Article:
Meanwhile, the boreal region is shrinking and along with it, the habitat of animals who live there. Since oil sands mining operations began, 256 square miles of land has been disturbed. While this represents an area less than the size of the city of Edmonton, environmental groups have noted that once in-situ operations are factored in, the area for potential disturbance increases dramatically. Some 30,000 square miles of land — the majority of which is boreal forest — have already been leased to in-situ companies for development. Pembina Institute reports that woodland caribou populations around current oil operations dropped 50 percent from 1996 to 2006, and area First Nations people describe dramatic decreases in caribou, ducks, frogs and other wildlife.
Climate pollution from producing tar sands oil is projected to hit 104 metric tons of carbon dioxide by 2020. That is twice current emissions from Norway – and exceeds the combined emissions from 85 nations. The oil sands operations are the fastest growing source of heat-trapping greenhouse gas in Canada. By 2020 the oil sands will release twice the amount produced currently by all of the cars and trucks in Canada. According to Canada’s 2007 Greenhouse Gas Inventory, the country’s emissions had risen 26 percent since 1990 and were 33.8 percent higher than Canada’s Kyoto Protocol target. The “significant rise in emissions,” it said, was due in part to “large increases in oil and gas production.” Total life-cycle emissions from products derived wholly from oil sands are 5-15 percent higher than average crude oil.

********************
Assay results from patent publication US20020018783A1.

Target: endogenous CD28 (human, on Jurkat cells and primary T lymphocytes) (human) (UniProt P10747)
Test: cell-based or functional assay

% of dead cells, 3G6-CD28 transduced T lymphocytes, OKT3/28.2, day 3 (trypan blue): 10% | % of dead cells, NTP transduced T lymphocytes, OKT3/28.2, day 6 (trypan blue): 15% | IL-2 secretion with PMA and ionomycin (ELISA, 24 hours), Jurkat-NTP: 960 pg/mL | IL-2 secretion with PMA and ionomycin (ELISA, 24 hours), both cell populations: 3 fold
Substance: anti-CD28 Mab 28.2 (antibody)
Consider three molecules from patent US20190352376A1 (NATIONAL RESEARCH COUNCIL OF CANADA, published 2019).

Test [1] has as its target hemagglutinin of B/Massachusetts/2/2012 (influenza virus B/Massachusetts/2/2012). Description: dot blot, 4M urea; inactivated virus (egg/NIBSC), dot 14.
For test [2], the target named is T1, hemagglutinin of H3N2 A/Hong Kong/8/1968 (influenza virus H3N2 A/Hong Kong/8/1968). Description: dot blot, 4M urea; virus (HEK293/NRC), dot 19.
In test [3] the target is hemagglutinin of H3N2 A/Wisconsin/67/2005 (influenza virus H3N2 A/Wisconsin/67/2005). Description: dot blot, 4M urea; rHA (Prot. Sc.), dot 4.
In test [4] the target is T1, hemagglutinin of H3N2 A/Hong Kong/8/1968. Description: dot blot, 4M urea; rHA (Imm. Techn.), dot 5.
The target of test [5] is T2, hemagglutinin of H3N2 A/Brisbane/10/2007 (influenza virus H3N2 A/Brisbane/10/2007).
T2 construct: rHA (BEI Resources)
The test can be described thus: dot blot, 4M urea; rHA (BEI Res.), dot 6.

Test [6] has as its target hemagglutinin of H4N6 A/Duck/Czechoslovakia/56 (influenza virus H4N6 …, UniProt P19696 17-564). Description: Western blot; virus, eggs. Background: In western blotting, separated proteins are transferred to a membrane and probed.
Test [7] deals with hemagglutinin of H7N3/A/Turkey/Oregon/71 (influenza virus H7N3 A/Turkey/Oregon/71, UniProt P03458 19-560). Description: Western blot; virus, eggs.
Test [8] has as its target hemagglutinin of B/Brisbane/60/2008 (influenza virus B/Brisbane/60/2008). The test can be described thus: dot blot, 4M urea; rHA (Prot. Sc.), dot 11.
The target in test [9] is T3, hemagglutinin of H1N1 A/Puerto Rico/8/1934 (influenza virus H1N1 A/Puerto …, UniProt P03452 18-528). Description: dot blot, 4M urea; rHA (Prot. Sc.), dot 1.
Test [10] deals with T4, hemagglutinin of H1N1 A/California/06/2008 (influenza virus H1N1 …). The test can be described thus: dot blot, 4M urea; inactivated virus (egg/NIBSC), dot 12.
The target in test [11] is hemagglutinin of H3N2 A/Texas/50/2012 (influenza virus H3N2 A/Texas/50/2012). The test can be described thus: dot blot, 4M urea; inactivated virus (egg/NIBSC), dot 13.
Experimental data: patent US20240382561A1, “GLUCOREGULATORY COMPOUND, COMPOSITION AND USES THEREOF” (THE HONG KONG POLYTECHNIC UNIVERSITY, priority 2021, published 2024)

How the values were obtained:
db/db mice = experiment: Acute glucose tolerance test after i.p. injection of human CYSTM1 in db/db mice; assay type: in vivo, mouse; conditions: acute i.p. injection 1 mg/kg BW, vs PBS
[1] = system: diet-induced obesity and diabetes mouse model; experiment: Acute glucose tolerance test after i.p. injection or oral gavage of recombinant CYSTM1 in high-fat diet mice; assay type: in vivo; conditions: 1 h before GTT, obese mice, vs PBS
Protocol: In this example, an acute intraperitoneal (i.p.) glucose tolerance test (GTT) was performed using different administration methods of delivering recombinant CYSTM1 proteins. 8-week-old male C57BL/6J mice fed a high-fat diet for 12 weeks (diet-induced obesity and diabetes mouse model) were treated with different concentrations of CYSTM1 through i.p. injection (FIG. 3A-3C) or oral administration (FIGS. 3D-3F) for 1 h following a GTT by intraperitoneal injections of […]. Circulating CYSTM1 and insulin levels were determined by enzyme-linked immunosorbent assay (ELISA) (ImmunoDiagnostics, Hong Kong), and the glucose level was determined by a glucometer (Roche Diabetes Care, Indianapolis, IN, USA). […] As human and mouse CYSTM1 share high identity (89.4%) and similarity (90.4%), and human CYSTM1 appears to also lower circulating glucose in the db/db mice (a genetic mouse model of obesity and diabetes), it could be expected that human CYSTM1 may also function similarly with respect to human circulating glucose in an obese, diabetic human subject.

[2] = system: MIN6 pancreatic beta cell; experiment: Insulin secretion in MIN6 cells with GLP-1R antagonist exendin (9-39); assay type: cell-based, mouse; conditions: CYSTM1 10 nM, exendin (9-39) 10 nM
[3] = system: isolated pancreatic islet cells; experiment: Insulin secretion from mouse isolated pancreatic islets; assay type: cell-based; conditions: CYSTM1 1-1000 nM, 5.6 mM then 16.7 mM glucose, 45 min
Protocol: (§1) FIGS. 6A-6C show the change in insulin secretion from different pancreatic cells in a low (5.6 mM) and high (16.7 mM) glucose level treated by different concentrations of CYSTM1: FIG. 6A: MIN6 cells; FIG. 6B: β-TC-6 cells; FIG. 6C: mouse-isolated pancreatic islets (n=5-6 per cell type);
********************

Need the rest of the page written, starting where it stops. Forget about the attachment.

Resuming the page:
Area residents, primarily First Nations and Métis peoples, living downstream from oil sands activities report elevated cancer rates and other health problems.
A 2007 study commissioned by the local health authority of Fort Chipewyan, on Lake Athabasca, found high levels of carcinogens and toxic substances in fish, water and sediment downstream from oil sands projects. Of greatest concern was the presence in sediments of a group of carcinogenic chemicals known as polycyclic aromatic hydrocarbons. Concentrations of the chemicals were found to have risen from 2001 to 2005, and in some cases were four times higher than U.S. recommended limits. High levels of the chemicals, along with mercury and arsenic, were found in fish, which account for a substantial part of the diet of many local residents.